​Samsung slams Apple in patent appeal decision

Apple may yet regret taking Samsung to the mat as its patents are getting knocked out.

Back in 2012, some people believed that Apple's patents victory over Samsung was a major victory for Apple. Some of us knew better.

Slide to unlock

Apple's slide-to-unlock patent has been thrown out of the ring by the US Court of Appeals for the Federal Circuit.

Samsung, as predicted, appealed. Now, the courts, taking a dim view of the jury's three-day deliberation over Apple's patents, are throwing their verdicts out.

The US Court of Appeals for the Federal Circuit, the court that deals with patent appeals, found on February 26 that Samsung did not infringe Apple's "click to call" technology, and found claims that Apple's "slide to unlock" and auto-correct patents are invalid as obvious.

Finally a moment of patent sanity! Apple design patents are rotten to the core.

It's not just Samsung and me that see it that way. A coalition of companies led by Google, Facebook, eBay, Dell, and Hewlett-Packard filed a brief with the Court of Appeals in July. This group supports Samsung's plea to have damages related to its alleged infringement of Apple's patents either reduced or dropped entirely.

These companies aren't doing this because they're all bosom-buddies with Samsung. They're doing this out of enlightened self-interest. They don't want to be hauled over the coals for stupid design patents.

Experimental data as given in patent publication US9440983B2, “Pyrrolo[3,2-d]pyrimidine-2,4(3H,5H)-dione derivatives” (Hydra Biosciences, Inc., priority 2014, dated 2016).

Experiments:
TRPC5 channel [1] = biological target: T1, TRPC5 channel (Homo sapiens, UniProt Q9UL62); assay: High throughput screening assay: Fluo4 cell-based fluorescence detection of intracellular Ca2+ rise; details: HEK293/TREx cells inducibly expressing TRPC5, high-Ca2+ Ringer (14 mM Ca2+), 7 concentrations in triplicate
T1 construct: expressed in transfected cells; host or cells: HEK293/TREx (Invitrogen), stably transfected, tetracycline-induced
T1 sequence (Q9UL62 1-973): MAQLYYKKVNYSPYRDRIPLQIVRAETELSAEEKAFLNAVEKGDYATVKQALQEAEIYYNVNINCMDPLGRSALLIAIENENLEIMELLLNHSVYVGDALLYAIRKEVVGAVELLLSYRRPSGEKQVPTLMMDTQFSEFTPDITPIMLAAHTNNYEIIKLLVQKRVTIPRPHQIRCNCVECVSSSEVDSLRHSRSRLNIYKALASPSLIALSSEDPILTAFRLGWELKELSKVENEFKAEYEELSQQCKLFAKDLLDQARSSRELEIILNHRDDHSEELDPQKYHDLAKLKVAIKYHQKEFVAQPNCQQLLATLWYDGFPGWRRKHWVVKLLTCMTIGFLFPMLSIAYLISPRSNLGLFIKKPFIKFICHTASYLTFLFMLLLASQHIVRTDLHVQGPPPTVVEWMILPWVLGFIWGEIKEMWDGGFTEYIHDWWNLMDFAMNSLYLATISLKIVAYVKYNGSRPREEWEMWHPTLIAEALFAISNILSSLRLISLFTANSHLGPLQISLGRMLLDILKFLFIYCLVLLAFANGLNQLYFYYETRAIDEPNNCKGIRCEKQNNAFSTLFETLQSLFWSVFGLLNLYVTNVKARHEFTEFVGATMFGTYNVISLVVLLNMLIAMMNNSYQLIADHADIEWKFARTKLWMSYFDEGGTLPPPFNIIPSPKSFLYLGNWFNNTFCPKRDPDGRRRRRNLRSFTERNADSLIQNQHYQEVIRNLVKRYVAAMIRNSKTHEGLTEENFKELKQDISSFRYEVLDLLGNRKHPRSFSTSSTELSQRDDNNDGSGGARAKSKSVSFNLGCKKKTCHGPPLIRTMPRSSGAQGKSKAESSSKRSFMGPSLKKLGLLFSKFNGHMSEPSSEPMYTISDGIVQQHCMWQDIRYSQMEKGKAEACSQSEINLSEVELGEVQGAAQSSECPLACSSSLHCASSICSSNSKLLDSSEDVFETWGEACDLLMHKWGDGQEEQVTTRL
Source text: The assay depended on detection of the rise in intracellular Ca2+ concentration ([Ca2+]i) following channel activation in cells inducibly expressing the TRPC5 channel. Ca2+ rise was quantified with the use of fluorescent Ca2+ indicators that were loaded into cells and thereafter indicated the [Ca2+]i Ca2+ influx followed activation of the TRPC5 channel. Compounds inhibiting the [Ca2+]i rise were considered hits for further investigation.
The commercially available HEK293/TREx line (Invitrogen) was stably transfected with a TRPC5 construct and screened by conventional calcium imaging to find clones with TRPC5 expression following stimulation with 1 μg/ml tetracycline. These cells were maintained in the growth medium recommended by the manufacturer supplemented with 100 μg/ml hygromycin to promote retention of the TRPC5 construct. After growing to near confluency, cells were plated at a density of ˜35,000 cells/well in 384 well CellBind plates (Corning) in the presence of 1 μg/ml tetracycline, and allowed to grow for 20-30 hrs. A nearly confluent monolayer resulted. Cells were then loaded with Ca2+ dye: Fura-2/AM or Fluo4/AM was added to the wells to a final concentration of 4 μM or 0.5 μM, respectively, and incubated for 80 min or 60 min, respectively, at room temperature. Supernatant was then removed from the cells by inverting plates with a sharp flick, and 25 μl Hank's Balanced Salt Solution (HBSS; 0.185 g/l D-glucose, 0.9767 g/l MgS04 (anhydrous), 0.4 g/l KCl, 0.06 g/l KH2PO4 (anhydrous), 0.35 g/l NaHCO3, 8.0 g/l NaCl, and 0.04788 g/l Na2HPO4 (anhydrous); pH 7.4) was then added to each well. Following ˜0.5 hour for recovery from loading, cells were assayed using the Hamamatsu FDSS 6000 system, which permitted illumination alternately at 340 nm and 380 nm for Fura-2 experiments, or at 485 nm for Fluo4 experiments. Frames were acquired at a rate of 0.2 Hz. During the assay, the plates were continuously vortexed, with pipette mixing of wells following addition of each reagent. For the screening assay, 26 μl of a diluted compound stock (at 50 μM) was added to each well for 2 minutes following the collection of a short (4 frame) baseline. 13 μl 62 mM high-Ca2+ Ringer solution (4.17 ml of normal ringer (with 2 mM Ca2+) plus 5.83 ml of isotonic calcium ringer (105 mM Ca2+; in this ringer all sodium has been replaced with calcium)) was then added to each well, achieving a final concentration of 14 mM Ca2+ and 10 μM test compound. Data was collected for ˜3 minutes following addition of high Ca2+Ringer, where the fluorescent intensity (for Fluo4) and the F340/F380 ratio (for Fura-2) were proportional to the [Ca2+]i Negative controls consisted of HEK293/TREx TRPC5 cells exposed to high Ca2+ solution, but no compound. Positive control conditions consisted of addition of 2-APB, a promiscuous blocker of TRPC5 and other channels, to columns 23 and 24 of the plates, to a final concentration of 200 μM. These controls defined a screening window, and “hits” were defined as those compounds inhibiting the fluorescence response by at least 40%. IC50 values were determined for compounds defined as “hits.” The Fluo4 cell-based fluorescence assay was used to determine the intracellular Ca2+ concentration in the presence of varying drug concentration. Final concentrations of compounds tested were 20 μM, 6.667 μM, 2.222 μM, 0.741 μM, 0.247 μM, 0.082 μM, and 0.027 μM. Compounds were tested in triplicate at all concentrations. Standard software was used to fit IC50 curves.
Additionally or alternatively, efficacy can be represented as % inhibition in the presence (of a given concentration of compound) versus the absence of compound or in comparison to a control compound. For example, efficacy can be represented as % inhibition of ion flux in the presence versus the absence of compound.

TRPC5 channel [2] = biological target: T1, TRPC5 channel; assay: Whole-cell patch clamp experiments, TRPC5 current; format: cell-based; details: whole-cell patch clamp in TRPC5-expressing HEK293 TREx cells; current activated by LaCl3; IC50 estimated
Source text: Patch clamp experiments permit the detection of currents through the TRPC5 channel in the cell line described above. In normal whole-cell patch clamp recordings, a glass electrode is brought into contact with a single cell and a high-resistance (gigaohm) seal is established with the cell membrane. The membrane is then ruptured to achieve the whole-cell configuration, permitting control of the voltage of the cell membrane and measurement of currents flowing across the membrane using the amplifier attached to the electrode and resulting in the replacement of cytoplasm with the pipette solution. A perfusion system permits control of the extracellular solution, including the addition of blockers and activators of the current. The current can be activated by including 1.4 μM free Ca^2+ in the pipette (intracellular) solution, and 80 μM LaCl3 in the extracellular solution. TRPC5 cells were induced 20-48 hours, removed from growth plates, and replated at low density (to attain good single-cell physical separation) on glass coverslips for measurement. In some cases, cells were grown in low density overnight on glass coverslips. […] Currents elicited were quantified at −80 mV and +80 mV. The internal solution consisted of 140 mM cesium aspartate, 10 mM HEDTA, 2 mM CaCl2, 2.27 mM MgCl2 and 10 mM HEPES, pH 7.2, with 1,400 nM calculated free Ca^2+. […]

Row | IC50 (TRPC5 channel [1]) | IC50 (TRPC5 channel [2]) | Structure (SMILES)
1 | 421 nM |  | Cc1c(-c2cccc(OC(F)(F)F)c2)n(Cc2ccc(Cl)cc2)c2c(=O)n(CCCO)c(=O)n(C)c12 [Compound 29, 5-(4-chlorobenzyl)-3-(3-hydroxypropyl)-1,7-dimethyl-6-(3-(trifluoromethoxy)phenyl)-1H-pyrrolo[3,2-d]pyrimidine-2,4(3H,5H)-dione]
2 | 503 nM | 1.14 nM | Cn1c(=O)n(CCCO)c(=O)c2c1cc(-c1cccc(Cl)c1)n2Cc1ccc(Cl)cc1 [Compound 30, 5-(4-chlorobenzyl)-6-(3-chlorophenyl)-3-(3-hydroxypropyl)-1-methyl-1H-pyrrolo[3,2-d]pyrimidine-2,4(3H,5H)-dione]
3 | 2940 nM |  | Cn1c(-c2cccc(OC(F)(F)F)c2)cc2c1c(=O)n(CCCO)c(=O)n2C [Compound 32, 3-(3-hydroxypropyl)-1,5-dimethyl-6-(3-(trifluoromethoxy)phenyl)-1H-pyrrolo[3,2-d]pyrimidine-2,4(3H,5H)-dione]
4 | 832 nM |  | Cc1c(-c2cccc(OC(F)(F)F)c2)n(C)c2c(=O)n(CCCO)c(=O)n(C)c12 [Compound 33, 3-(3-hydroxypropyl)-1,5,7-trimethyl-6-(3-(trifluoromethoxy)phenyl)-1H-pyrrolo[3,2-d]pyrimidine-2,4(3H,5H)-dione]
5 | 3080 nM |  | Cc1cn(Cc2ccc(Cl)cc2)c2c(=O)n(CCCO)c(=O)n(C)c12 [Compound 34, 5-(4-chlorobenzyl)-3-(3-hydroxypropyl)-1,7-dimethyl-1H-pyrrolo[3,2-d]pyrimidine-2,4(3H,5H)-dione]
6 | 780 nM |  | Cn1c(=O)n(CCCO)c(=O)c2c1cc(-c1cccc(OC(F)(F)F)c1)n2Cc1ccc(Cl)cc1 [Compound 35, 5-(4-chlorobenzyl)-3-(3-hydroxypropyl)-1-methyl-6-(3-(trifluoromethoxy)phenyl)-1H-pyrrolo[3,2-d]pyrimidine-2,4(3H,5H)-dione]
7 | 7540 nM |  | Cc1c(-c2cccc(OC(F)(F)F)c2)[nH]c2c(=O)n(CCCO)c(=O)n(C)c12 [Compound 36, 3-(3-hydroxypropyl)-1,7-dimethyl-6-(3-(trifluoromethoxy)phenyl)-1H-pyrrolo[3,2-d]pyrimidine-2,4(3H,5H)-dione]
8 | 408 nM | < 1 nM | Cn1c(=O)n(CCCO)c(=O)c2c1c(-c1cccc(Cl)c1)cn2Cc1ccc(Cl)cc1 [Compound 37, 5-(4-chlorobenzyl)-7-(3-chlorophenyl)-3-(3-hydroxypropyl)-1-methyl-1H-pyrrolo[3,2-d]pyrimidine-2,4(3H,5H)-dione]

As the group put it in their amicus curiae document, "If allowed to stand, that decision will lead to absurd results and have a devastating impact on companies ... who spend billions of dollars annually on research and development for complex technologies and their components,"

This most recent Apple v. Samsung decision throws out the jury results from the second round of Apple v. Samsung from 2014. In that case, Apple lost ground from the 2012 decision. In this go-around, some Apple patents were rejected and Apple, instead of getting a windfall of more than $2 billion, got only $119.6 million in damages.

In an amusing aside, the jury found that Apple infringed upon one of Samsung's mobile patents. The jury called for Apple to pay Samsung approximately $158,000.

In 2016, the Court of Appeals threw out Apple's $119 million judgment. The Court, however, upheld Samsung's comparatively penny-ante $158,000 award.

This decision also appears to have put an end to Apple's symbolic victory of an injunction that banned the US sales ban of older, obsolete Samsung's smartphones.

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A Samsung spokesperson said, "We are delighted with the resounding victory from the US Court of Appeals for the Federal Circuit, which found that two of Apple's patents should never have been issued,"

It's not all gone Samsung's way. In December, Samsung agreed to pay Apple $548 million in damages over iPhone patents. But Samsung has also claimed "all rights to obtain reimbursement from Apple". In short, the fight's not over.

Samsung has appealed this loss to Apple to the Supreme Court. A shier petition is on the high court's March 4 conference list.

If Samsung gets the Supreme Court to review this decision -- and I think it will -- given the overly-broad reach of design patents, Apple will doubtlessly fight on. Really, Apple should stop wasting its time and money in this ham-handed fight against Android, which has always been the real target for its Samsung lawsuits.

As Florian Mueller, editor of FOSS Patents, puts it, "Apple should finally put an end to this Samsung litigation. The entire 'thermonuclear war' on Android was a bad idea." Exactly so.

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